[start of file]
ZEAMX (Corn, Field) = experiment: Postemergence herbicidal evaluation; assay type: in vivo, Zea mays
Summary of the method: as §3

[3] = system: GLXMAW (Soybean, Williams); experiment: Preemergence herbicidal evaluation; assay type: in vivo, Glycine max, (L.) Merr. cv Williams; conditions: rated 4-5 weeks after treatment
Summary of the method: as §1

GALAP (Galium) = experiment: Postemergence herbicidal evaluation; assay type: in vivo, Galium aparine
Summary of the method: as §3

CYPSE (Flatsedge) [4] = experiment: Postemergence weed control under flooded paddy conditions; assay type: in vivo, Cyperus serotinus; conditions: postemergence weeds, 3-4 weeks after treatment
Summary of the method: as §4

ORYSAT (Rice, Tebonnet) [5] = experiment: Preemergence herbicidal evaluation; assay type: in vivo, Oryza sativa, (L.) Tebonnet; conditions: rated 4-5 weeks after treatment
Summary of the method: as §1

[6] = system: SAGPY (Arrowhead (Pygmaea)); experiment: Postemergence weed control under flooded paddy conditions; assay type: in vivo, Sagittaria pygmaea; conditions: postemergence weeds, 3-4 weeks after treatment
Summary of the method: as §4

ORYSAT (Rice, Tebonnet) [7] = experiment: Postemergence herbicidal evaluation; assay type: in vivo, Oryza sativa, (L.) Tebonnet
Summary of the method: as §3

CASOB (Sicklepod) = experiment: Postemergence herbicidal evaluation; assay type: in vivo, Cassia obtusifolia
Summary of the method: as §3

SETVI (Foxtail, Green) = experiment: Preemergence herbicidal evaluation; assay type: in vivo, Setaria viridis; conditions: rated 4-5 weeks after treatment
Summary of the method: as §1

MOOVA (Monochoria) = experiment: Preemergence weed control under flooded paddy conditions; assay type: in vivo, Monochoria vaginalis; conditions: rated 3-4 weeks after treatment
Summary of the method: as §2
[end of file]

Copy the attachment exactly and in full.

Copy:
ZEAMX (Corn, Field) = experiment: Postemergence herbicidal evaluation; assay type: in vivo, Zea mays
Summary of the method: as §3

[3] = system: GLXMAW (Soybean, Williams); experiment: Preemergence herbicidal evaluation; assay type: in vivo, Glycine max, (L.) Merr. cv Williams; conditions: rated 4-5 weeks after treatment
Summary of the method: as §1

GALAP (Galium) = experiment: Postemergence herbicidal evaluation; assay type: in vivo, Galium aparine
Summary of the method: as §3

CYPSE (Flatsedge) [4] = experiment: Postemergence weed control under flooded paddy conditions; assay type: in vivo, Cyperus serotinus; conditions: postemergence weeds, 3-4 weeks after treatment
Summary of the method: as §4

ORYSAT (Rice, Tebonnet) [5] = experiment: Preemergence herbicidal evaluation; assay type: in vivo, Oryza sativa, (L.) Tebonnet; conditions: rated 4-5 weeks after treatment
Summary of the method: as §1

[6] = system: SAGPY (Arrowhead (Pygmaea)); experiment: Postemergence weed control under flooded paddy conditions; assay type: in vivo, Sagittaria pygmaea; conditions: postemergence weeds, 3-4 weeks after treatment
Summary of the method: as §4

ORYSAT (Rice, Tebonnet) [7] = experiment: Postemergence herbicidal evaluation; assay type: in vivo, Oryza sativa, (L.) Tebonnet
Summary of the method: as §3

CASOB (Sicklepod) = experiment: Postemergence herbicidal evaluation; assay type: in vivo, Cassia obtusifolia
Summary of the method: as §3

SETVI (Foxtail, Green) = experiment: Preemergence herbicidal evaluation; assay type: in vivo, Setaria viridis; conditions: rated 4-5 weeks after treatment
Summary of the method: as §1

MOOVA (Monochoria) = experiment: Preemergence weed control under flooded paddy conditions; assay type: in vivo, Monochoria vaginalis; conditions: rated 3-4 weeks after treatment
Summary of the method: as §2